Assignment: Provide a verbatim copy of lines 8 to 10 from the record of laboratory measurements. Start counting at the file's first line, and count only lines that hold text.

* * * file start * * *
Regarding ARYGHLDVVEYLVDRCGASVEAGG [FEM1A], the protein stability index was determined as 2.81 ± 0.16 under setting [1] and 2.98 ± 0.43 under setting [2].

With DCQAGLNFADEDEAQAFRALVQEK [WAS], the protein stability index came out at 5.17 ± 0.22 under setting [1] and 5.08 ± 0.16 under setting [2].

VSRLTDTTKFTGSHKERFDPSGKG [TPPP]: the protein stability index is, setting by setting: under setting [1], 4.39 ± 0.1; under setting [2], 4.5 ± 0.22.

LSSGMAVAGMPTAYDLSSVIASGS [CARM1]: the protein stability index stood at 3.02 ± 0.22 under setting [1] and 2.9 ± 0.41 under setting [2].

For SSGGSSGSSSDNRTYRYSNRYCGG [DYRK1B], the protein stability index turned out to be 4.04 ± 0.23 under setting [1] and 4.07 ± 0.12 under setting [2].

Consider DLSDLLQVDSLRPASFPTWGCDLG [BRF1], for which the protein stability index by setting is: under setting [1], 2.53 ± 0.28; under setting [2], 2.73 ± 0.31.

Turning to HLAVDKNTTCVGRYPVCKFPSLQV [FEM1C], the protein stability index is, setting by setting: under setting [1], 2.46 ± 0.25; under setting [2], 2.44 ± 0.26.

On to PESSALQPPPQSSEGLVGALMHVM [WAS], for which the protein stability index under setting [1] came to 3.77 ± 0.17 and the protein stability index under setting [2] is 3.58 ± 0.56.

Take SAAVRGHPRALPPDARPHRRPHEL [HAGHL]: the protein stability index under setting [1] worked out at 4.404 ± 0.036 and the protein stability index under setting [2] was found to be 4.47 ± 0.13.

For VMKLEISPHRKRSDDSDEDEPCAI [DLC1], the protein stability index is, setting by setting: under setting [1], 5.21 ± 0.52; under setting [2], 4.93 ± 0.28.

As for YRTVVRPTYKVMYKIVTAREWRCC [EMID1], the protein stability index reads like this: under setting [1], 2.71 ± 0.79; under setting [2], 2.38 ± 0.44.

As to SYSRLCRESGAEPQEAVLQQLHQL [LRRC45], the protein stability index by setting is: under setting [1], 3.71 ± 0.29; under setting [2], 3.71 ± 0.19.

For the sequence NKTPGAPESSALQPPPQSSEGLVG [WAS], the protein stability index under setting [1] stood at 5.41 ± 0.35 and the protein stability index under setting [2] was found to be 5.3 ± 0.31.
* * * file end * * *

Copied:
On to PESSALQPPPQSSEGLVGALMHVM [WAS], for which the protein stability index under setting [1] came to 3.77 ± 0.17 and the protein stability index under setting [2] is 3.58 ± 0.56.

Take SAAVRGHPRALPPDARPHRRPHEL [HAGHL]: the protein stability index under setting [1] worked out at 4.404 ± 0.036 and the protein stability index under setting [2] was found to be 4.47 ± 0.13.

For VMKLEISPHRKRSDDSDEDEPCAI [DLC1], the protein stability index is, setting by setting: under setting [1], 5.21 ± 0.52; under setting [2], 4.93 ± 0.28.